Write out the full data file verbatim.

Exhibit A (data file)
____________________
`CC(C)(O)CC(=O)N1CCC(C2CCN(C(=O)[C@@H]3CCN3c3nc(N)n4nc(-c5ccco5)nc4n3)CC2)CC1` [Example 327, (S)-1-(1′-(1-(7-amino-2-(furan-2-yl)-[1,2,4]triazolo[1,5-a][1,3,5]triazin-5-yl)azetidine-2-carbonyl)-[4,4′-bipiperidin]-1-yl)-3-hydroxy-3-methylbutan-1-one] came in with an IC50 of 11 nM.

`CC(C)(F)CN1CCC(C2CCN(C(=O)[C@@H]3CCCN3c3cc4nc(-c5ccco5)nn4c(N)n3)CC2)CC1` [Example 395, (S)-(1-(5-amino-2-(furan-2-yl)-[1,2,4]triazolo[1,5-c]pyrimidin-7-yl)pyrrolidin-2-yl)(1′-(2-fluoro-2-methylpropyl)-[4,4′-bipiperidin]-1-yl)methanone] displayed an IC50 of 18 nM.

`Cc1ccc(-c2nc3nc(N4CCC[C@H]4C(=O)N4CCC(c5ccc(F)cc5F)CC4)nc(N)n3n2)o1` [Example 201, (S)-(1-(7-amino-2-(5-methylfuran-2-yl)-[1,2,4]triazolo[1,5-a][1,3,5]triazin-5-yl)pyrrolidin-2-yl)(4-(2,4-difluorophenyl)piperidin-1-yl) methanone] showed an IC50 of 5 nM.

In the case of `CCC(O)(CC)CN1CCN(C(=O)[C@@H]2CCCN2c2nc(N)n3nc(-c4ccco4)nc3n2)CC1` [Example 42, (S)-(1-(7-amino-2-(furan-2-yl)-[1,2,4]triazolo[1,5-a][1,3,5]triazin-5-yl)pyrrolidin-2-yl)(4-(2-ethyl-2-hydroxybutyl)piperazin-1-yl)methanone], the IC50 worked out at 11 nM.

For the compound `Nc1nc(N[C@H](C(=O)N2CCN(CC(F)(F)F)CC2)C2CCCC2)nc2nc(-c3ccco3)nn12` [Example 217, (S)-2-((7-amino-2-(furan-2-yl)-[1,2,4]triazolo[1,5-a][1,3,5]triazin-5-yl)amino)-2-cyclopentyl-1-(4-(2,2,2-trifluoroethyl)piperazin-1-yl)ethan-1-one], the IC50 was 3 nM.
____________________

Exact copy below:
`CC(C)(O)CC(=O)N1CCC(C2CCN(C(=O)[C@@H]3CCN3c3nc(N)n4nc(-c5ccco5)nc4n3)CC2)CC1` [Example 327, (S)-1-(1′-(1-(7-amino-2-(furan-2-yl)-[1,2,4]triazolo[1,5-a][1,3,5]triazin-5-yl)azetidine-2-carbonyl)-[4,4′-bipiperidin]-1-yl)-3-hydroxy-3-methylbutan-1-one] came in with an IC50 of 11 nM.

`CC(C)(F)CN1CCC(C2CCN(C(=O)[C@@H]3CCCN3c3cc4nc(-c5ccco5)nn4c(N)n3)CC2)CC1` [Example 395, (S)-(1-(5-amino-2-(furan-2-yl)-[1,2,4]triazolo[1,5-c]pyrimidin-7-yl)pyrrolidin-2-yl)(1′-(2-fluoro-2-methylpropyl)-[4,4′-bipiperidin]-1-yl)methanone] displayed an IC50 of 18 nM.

`Cc1ccc(-c2nc3nc(N4CCC[C@H]4C(=O)N4CCC(c5ccc(F)cc5F)CC4)nc(N)n3n2)o1` [Example 201, (S)-(1-(7-amino-2-(5-methylfuran-2-yl)-[1,2,4]triazolo[1,5-a][1,3,5]triazin-5-yl)pyrrolidin-2-yl)(4-(2,4-difluorophenyl)piperidin-1-yl) methanone] showed an IC50 of 5 nM.

In the case of `CCC(O)(CC)CN1CCN(C(=O)[C@@H]2CCCN2c2nc(N)n3nc(-c4ccco4)nc3n2)CC1` [Example 42, (S)-(1-(7-amino-2-(furan-2-yl)-[1,2,4]triazolo[1,5-a][1,3,5]triazin-5-yl)pyrrolidin-2-yl)(4-(2-ethyl-2-hydroxybutyl)piperazin-1-yl)methanone], the IC50 worked out at 11 nM.

For the compound `Nc1nc(N[C@H](C(=O)N2CCN(CC(F)(F)F)CC2)C2CCCC2)nc2nc(-c3ccco3)nn12` [Example 217, (S)-2-((7-amino-2-(furan-2-yl)-[1,2,4]triazolo[1,5-a][1,3,5]triazin-5-yl)amino)-2-cyclopentyl-1-(4-(2,2,2-trifluoroethyl)piperazin-1-yl)ethan-1-one], the IC50 was 3 nM.